Three-Day International Conference
At a time when new dynamics are emerging around the issues of justice (transitional, reparative, etc.), mourning and commemoration in Africa and its diaspora, the conference “Memory and Performance in African-Atlantic Futures” seeks to consider the current historical conjuncture and the extent to which it reveals new questions about memory in the historical, temporal and social contexts of slavery and imperialism. We invite scholars, artists, curators and other professionals within fields as varied as literature, theater and the performing arts, visual art, history, law, anthropology, cultural studies, to engage in a conversation around the dynamics of memory within the historical framework of African-Atlantic slavery and colonialism and the political, aesthetic and epistemological specificities that they engage in the current moment. We hope to underscore how these dynamics, too often overlooked in the critical and theoretical sites of memory studies, are currently shaping, reshaping and (re)mediating the global flows of memory.
We propose two main axes of investigation:
Shapes and forms of memory
How do we think the forms and effects of the enfleshed, material memories of slavery, colonialism and their afterlives and the ways in which these are enlisted in the spaces of performance, be they physical (theater, dance, ritual, oral performance, etc.) or textual (the different performative manifestations of the written word)?
This question necessarily involves a consideration of how African diaspora time-senses fashion modes of performance of memory and how oral and ritual performance forms impact, shape, record and encode memory in the context of colonial violence. Can African and diasporic forms of embodied memory become tools that combat imperialism? How can the performance of post-slavery/ post-Empire memory shed new light on Western theories of memory that emerge from Holocaust studies or on Western theories of haunting, trauma and mourning?
Epistemologies of memory
What challenges do African diasporic modes of memory bring to Euro-Western epistemologies of justice, history, and the human? How does postcolonial memory call into question the social deployment of memory within the nation and across nations? At a time when the movement for reparations for slavery in the African diaspora is achieving unprecedented momentum, we invite contributions that question settled understandings of the triad of time, history and justice and those that address postcolonial engagements with memory through “corrective” performance practices of justice, “truth-telling” and witnessing. Additionally, in considering institutional marginalization, suppression, and exclusion of postcolonial memories, we seek contributions about practices that challenge the order of remembrance in official commemorations, museums, schools, archives and discourses.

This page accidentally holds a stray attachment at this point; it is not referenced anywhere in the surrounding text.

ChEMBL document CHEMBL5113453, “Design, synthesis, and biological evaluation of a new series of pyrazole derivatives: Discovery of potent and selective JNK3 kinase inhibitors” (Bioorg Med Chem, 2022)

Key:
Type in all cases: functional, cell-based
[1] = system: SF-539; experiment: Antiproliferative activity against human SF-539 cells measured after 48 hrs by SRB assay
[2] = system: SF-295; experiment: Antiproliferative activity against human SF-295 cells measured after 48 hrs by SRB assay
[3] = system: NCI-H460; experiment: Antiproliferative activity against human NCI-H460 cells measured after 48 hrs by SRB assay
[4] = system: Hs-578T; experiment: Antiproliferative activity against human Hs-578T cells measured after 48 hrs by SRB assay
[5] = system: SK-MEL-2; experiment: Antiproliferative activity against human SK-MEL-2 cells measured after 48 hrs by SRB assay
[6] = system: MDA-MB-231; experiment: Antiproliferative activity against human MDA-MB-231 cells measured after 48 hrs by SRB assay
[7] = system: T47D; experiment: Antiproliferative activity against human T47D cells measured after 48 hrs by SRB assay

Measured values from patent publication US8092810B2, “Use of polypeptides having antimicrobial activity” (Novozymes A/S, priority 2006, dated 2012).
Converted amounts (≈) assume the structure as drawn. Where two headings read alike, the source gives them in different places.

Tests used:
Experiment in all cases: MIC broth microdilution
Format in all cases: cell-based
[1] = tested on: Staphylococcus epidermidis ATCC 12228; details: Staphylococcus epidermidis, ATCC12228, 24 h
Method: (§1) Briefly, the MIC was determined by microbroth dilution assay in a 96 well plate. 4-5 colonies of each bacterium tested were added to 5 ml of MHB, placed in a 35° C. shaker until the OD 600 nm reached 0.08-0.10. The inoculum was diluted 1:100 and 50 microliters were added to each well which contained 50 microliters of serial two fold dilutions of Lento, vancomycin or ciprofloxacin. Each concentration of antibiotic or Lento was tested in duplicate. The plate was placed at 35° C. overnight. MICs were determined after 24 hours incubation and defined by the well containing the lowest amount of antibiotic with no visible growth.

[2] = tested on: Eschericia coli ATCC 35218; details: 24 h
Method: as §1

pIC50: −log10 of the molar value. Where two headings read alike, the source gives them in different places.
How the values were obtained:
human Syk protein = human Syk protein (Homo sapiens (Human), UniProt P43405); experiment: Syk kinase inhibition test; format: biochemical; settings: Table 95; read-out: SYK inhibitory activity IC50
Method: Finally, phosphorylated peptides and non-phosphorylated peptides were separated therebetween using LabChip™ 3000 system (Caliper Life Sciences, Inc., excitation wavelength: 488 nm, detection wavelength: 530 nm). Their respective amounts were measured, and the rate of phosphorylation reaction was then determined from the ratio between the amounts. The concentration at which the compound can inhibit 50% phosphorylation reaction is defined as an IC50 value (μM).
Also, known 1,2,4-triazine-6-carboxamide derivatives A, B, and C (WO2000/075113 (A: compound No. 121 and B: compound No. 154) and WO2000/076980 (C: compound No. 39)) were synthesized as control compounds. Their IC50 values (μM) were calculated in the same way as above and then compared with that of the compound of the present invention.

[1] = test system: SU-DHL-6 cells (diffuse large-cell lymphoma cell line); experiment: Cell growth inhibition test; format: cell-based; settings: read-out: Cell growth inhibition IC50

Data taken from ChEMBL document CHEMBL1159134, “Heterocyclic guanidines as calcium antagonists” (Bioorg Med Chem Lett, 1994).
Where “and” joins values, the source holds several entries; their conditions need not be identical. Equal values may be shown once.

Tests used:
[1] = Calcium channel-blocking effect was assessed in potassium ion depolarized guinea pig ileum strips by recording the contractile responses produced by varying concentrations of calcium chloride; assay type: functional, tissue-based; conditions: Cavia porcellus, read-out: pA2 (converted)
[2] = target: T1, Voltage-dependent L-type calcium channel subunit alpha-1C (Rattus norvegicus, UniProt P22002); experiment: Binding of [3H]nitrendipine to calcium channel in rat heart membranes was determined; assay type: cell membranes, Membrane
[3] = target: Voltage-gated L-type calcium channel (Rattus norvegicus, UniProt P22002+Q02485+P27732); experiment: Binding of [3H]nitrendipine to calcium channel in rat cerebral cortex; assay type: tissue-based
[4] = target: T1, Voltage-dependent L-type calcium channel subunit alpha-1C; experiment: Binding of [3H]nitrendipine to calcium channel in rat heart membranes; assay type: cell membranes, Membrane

Papers may address, but are not limited to, the following topics:
- institutions of memory
- memory and the law
- memory and reparations
- memory and colonial enlightenment
- memory and ‘the human’
- new “problem-spaces” and memory
- memory and futures
- Vodou and futures
- Black Speculative Arts Movement and futures
- ritual performance and futures
- decolonizing memory
- decolonizing the museum
- decolonizing the curriculum
- citation as a politics of memory
Presentations should last no longer than 20 minutes.
Abstracts in English of no more than 300 words should be sent to email@example.com by Friday, March 2, 2018. Please send abstracts in PDF or Word format, accompanied by the title of the paper and a short biography.
We also welcome proposals for complete panels, which should consist of three presenters. Panel proposals should not exceed 500 words and should be accompanied by short biographies of each of the presenters.
The organizing committee will communicate acceptance decisions no later than March 9. Please consult the conference website, where further details will be posted.
Dr. Jason Allen-Paisant (University of Leeds)
Prof. Maxim Silverman (University of Leeds)
Confirmed Keynote Speakers
Dr. Louise Bernard (Museum of the Obama Presidential Center)
Prof. Lubaina Himid (University of Central Lancashire)
Prof. Tavia Nyong’o (Yale University)
Prof. Adam Sitze (Amherst College)
Dr. Chokri Ben Chikha (Royal College of Fine Art, Ghent)
Inquiries should be addressed to Dr. Jason Allen-Paisant.